To Everything There is a Season
An Evening of Study and Discussion with
Dr. Leonard S. Kravitz, Professor of Midrash and Homiletics, HUC-JIR/NY
Dr. Kerry M. Olitzky, Executive Director of the Jewish Outreach
Wednesday, December 10, 2003 at 7:00 PM
Admission is Free. No registration is required.
Photo ID required for entrance.
Hebrew Union College – Jewish Institute of Religion
One West 4th street (Between Broadway and Mercer)
New York City
When H. L. Mencken said, “The older I grow the more I distrust
the familiar doctrine that age brings wisdom,” he must have
been studying the Book of Ecclesiastes, which presents and examines
the parable of old age that states with aging comes awe-inspiring
wisdom. Join Dr. Leonard S. Kravitz, Professor of Midrash and Homiletics,
at HUC-JIR at NY, and Kerry M. Olitzky, Executive Director of Jewish
Outreach Institute, in study and discussion of the wisdom literature
of the Book of Ecclesiastes: Chapter 12, providing new perspectives
on life and aging as drawn from their new book, Kohelet: A Modern
Commentary On Ecclesiastes (UAHC Press). The authors will talk about
their perspectives on the relationship between wisdom and aging.
Dr. Kravitz is a rabbi and Professor of Midrash and Homiletics
at HUC/JIR, New York. He received his undergraduate degree from
John Carroll University and was ordained by the Cincinnati School
of HUC-JIR where he received the degrees of Master of Hebrew Letters
and Doctor of Philosophy. He teaches Medieval Jewish Philosophy
and Midrash and specializes in Maimonidean studies.
Dr. Kerry M. Olitzky is the Executive Director of the Jewish Outreach
Institute, the only national independent organization dedicated
to bringing Judaism to interfaith families and the unaffiliated.
Dr. Olitzky is also a Fellow at the Center for Jewish Studies, Graduate
School and University Center, CUNY. He was ordained a rabbi at HUC-JIR,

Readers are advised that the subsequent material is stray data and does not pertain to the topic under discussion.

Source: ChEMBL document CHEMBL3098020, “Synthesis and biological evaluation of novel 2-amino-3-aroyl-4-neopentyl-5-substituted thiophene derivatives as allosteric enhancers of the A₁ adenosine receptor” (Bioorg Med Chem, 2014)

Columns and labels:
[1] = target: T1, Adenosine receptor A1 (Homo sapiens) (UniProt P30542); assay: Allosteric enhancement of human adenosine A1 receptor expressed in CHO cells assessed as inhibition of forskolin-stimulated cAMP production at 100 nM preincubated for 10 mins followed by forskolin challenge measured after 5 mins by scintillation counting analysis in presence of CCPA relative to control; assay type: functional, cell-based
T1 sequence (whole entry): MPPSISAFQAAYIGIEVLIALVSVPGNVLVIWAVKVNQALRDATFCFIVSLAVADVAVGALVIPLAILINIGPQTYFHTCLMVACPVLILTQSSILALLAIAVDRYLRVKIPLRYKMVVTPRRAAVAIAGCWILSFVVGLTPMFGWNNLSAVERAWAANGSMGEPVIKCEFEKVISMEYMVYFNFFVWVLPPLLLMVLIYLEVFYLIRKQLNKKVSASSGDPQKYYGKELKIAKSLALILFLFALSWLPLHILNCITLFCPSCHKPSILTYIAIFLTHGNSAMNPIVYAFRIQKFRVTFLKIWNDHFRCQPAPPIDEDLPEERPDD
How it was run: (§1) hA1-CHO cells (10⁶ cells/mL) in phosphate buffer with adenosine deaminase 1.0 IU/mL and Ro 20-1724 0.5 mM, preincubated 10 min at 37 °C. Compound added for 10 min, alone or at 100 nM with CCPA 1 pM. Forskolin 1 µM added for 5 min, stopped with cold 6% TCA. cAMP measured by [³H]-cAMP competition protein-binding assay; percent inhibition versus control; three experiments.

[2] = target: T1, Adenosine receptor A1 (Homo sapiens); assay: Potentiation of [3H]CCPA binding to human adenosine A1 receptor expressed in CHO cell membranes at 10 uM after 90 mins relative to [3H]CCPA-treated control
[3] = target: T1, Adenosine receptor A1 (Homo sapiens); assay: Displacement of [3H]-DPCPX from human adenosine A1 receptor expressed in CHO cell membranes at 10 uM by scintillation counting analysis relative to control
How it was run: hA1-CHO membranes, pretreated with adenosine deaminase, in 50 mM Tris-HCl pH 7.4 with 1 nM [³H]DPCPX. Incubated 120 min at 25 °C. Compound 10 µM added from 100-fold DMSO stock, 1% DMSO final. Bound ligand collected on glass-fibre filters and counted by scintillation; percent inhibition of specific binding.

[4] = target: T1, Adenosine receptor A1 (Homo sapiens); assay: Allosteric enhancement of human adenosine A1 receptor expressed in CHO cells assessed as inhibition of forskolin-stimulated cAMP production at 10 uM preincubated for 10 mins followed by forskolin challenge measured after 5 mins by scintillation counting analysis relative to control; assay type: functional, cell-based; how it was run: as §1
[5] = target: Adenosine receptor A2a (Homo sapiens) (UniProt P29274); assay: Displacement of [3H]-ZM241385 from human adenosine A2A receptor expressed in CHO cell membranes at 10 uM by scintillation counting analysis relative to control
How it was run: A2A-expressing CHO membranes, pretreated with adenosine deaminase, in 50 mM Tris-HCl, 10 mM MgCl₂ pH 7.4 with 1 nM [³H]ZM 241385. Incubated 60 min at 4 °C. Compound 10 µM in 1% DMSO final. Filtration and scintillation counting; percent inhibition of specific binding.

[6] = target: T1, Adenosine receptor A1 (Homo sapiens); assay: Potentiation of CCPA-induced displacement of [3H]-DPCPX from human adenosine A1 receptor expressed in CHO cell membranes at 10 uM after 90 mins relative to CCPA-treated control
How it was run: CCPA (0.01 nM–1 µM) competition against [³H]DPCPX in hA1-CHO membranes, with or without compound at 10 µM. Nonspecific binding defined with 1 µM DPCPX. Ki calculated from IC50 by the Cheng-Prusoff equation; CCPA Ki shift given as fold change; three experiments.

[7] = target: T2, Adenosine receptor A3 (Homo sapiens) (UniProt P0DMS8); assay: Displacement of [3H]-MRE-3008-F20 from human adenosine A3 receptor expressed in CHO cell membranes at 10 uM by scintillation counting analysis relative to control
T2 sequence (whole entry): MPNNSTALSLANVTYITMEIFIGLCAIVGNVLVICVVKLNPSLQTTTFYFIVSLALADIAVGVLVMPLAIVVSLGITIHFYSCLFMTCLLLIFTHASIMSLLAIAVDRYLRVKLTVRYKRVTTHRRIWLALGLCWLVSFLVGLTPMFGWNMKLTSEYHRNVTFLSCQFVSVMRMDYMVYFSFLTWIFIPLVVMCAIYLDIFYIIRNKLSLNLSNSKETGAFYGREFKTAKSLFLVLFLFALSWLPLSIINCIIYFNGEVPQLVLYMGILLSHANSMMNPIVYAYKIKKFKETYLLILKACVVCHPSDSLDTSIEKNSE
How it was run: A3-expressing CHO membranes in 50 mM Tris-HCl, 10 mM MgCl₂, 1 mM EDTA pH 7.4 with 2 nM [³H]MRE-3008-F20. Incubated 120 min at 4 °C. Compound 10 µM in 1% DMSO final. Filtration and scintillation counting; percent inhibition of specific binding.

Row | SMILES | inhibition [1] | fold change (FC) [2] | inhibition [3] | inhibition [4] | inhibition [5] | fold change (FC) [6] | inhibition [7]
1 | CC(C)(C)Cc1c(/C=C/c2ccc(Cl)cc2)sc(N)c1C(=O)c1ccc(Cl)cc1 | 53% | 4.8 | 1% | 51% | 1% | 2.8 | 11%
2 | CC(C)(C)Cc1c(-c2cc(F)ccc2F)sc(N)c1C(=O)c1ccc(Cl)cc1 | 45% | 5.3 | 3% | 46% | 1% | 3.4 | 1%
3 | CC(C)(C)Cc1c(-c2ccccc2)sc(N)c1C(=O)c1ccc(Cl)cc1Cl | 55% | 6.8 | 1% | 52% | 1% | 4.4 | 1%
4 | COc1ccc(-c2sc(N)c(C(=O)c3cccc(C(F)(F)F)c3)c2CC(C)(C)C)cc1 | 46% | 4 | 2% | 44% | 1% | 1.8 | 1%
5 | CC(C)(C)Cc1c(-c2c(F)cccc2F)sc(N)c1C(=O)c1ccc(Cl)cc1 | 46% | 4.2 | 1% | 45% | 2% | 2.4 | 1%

where he served on the faculty and administration for 15 years.
This program is offered in conjunction with the exhibition The
Art of Aging, on view through June 25, 2004. Aging is a process
that begins with birth—it is a lifelong journey affecting
the dynamics of human relationships, creativity, memory, continuity,
and growth. Jewish text sources are full of references to values
affecting the dynamics of human relationships, creativity, memory,
continuity, and growth. Jewish text sources are full of references
to values intrinsic to the aging process, from the respect attendant
to one’s elders, honor for one’s parents, forty as the
age of understanding, fifty as the age of counsel, the celebration
of wisdom at age sixty, the celebration of strength at the age of
eighty, and intergenerational and familial responsibilities. Through
painting, sculpture, photography, installation, mixed media, and
video, contemporary artists from Israel and North America reflect
on the diverse aspects of aging, including creativity and vitality,
memory, anxiety, wisdom, physical change, loss, intergenerational
interaction, responsibility, and optimism.
For further information, please call Amy Lehr at 212-824-2293 or